It is said that ignorance is bliss and perhaps there is truth to that. Being here, we are living this tragedy. It isn’t a sound bite on CNN or Fox or an article in the New York Times and the Washington Post. We know what isn’t being reported. We know what is happening behind the scenes – scenes that include journalists being prohibited from filming damaged areas and threatened with arrest, survivors of the explosion being held in seclusion and brow-beaten until they sign no liability clauses for BP, politics as normal in Washington – – giving $205 million dollars to Israel in aid for missiles systems as oil spews, pollutes and kills — and a great majority of people telling us to shut up, to stop having our hand out for money from the government, to accept what has happened without question because, after all, accidents happen even though protocols were not followed and safety equipment wasn’t all that safe.
While people are telling us that being hard on BP is ‘un-American’ we question what America we belong in when corporations become what matter and the consequences of their bad behavior become our consequences, forced upon us without choice. The us that are good, hardworking people of character and strength that simply want to live life, celebrate it and share it with all those who travel here from around the world for just a little taste of it. Don’t confuse our living out loud as acceptance or our humor as not caring. We are an involved, passionate bunch as can be witnessed on any number of blogs that were created since Katrina when we felt that media left us behind. There comes a point in tragedy, however, where you have to find humor in it or all you are left with is tears. We’ve cried enough tears.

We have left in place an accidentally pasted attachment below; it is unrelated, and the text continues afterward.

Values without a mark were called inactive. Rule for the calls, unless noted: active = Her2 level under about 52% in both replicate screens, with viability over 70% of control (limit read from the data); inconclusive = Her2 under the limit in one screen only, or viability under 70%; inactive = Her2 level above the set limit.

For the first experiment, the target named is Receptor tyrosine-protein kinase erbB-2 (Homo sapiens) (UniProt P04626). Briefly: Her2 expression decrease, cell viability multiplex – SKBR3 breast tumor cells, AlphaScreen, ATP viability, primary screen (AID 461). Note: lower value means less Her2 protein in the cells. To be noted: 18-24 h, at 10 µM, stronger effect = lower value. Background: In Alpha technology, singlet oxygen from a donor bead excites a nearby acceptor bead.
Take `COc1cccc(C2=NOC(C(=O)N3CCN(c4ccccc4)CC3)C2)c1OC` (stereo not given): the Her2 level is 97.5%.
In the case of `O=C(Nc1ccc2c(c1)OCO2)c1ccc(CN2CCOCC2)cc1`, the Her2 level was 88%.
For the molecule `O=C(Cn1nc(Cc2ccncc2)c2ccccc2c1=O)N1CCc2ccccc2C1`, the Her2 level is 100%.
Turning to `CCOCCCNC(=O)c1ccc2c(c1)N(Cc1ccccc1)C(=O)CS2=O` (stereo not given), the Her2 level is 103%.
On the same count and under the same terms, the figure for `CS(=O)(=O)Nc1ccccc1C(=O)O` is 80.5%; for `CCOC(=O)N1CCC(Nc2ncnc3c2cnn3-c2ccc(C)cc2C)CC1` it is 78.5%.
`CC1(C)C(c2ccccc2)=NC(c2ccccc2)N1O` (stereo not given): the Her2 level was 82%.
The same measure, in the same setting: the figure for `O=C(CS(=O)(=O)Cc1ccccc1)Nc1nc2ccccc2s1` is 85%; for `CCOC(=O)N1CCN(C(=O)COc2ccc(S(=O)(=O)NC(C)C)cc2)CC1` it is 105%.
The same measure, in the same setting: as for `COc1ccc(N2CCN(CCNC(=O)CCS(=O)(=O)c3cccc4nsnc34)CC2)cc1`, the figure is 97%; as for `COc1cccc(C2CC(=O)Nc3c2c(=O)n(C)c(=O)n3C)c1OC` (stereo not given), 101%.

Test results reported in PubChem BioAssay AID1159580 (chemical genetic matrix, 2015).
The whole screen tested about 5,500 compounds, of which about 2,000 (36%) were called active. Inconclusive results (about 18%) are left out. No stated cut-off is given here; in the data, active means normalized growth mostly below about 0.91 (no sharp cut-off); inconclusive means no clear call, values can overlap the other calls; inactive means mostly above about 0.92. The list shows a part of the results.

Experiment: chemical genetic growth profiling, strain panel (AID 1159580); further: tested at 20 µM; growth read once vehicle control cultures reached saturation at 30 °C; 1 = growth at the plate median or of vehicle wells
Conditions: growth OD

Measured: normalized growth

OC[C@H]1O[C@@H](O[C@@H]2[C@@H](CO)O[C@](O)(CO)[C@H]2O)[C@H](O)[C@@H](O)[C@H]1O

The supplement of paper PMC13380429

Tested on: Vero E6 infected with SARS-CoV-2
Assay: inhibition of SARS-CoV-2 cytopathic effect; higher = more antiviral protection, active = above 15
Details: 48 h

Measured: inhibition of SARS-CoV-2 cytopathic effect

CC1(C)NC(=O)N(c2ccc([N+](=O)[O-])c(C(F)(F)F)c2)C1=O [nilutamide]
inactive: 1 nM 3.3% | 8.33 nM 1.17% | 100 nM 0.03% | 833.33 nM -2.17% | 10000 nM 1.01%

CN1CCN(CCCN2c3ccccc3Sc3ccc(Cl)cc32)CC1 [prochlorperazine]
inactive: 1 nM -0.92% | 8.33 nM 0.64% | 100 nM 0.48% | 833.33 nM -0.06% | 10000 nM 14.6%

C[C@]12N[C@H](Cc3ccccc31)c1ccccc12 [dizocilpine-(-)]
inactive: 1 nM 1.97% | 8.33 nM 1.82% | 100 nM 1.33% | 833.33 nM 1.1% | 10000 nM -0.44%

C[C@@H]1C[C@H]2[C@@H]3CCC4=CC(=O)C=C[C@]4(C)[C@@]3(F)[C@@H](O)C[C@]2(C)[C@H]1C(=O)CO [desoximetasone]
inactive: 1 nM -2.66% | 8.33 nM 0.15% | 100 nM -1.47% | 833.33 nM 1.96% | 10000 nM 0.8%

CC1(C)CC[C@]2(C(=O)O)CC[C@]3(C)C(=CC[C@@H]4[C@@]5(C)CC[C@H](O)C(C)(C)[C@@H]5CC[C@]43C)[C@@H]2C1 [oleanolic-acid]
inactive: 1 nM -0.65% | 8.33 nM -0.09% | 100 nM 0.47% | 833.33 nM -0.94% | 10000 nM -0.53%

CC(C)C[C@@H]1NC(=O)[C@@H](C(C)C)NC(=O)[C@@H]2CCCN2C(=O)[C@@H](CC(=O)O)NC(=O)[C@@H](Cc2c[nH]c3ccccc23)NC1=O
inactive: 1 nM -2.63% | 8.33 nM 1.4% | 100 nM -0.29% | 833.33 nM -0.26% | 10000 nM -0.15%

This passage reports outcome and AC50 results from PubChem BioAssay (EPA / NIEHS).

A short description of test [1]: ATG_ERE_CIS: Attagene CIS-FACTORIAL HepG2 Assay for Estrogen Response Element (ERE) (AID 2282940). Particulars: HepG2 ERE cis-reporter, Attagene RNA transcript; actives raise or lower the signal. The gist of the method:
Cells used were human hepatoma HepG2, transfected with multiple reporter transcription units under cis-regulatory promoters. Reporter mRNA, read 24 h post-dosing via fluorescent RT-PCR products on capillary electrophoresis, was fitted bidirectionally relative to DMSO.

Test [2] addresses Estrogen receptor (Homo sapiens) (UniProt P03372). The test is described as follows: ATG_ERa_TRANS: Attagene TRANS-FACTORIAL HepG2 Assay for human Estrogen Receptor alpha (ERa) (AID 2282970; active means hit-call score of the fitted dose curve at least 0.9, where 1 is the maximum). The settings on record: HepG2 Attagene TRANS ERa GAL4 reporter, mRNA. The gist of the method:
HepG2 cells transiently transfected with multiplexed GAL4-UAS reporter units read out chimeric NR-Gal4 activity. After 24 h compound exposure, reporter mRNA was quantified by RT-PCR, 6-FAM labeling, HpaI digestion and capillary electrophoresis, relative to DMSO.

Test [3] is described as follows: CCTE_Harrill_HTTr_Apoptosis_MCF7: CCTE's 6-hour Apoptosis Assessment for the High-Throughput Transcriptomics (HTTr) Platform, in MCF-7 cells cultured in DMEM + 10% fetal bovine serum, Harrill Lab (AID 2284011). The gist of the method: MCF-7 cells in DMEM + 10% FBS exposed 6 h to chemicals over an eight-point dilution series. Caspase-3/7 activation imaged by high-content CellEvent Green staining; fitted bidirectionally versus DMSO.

It is my hope that people in other places of this country feel overwhelmed and unable to help because they are not here, instead of being apathetic to the situation. There are many things you can do. Collect non-perishable food items for the shrimpers who are impacted most by this. For a time, they couldn’t even receive food stamps from the state because they made too much money, even though their livelihoods had been lost. Sign petitions asking for stricter regulations in off shore drilling or for development of alternative energies. Contact those in your states and ask them to care about ours. Buy t-shirts made by local vendors, where profits go directly towards animal rescue efforts. Pass on news about what is happening here. In the age of twitter and facebook, you tell one person and they tell another and perhaps, maybe enough pressure can be generated for our government to stand up and see us reaching out for them to help, perhaps they will reach back through legislation or even a tougher approach with those companies involved in this disaster. Stay aware of the situation. Contact BP and express your outrage and your ire.
We aren’t asking the rest of the country to rescue us. We are, however, asking you to care.
We’ve taken a beating down here. Some question why we live here, knowing the potential of loss. It is an argument that often used after Hurricane Katrina and it is an argument being recycled now. The levee failure in Nashville shows that the disasters we have faced can happen anywhere, even in middle America. Although at times it can feel like we live in our own third world country down here, a reference we make jokingly, please dont’ treat this as such. This impacts you, too.
Don’t watch from afar as disaster tourists. Don’t make us tragedy porn.
If it were you, we would be there, doing what we could with what we had, opening our hearts and telling you we too know tragedy and we understand.